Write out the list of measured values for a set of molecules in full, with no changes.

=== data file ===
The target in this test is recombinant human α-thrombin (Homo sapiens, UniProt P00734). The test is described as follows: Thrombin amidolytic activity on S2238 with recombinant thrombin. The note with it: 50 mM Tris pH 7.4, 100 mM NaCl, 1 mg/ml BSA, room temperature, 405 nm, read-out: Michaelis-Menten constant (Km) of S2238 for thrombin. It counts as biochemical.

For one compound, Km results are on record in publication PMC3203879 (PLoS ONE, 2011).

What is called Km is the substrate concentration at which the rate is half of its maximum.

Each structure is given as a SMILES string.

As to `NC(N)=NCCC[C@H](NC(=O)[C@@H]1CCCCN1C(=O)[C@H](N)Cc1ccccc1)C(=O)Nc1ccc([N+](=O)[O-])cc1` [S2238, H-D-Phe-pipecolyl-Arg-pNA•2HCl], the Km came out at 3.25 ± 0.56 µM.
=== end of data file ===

The target in this test is recombinant human α-thrombin (Homo sapiens, UniProt P00734). The test is described as follows: Thrombin amidolytic activity on S2238 with recombinant thrombin. The note with it: 50 mM Tris pH 7.4, 100 mM NaCl, 1 mg/ml BSA, room temperature, 405 nm, read-out: Michaelis-Menten constant (Km) of S2238 for thrombin. It counts as biochemical.

For one compound, Km results are on record in publication PMC3203879 (PLoS ONE, 2011).

What is called Km is the substrate concentration at which the rate is half of its maximum.

Each structure is given as a SMILES string.

As to `NC(N)=NCCC[C@H](NC(=O)[C@@H]1CCCCN1C(=O)[C@H](N)Cc1ccccc1)C(=O)Nc1ccc([N+](=O)[O-])cc1` [S2238, H-D-Phe-pipecolyl-Arg-pNA•2HCl], the Km came out at 3.25 ± 0.56 µM.